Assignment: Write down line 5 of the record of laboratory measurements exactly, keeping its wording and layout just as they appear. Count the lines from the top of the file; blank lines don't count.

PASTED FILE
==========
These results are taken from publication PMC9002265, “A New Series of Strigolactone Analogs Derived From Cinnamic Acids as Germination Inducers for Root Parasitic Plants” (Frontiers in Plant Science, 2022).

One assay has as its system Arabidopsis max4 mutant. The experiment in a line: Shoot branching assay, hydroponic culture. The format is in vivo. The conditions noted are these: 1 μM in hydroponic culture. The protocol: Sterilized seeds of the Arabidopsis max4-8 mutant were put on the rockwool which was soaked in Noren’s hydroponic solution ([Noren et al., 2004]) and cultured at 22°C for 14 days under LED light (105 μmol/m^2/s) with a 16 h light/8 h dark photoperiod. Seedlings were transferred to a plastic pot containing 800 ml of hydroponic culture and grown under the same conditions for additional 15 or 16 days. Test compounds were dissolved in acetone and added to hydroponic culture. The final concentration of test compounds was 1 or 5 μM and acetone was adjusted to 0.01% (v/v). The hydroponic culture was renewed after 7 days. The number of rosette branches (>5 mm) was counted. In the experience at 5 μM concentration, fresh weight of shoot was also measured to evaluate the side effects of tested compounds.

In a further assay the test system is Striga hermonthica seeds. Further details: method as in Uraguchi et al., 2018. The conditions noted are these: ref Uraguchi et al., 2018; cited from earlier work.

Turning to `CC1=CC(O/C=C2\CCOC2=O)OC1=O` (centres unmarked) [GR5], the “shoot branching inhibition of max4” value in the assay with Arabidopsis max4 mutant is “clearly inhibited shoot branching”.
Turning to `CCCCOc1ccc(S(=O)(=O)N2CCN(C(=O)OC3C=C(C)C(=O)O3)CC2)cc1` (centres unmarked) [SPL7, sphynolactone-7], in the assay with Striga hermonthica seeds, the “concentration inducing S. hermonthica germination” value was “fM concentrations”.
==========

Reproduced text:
Turning to `CCCCOc1ccc(S(=O)(=O)N2CCN(C(=O)OC3C=C(C)C(=O)O3)CC2)cc1` (centres unmarked) [SPL7, sphynolactone-7], in the assay with Striga hermonthica seeds, the “concentration inducing S. hermonthica germination” value was “fM concentrations”.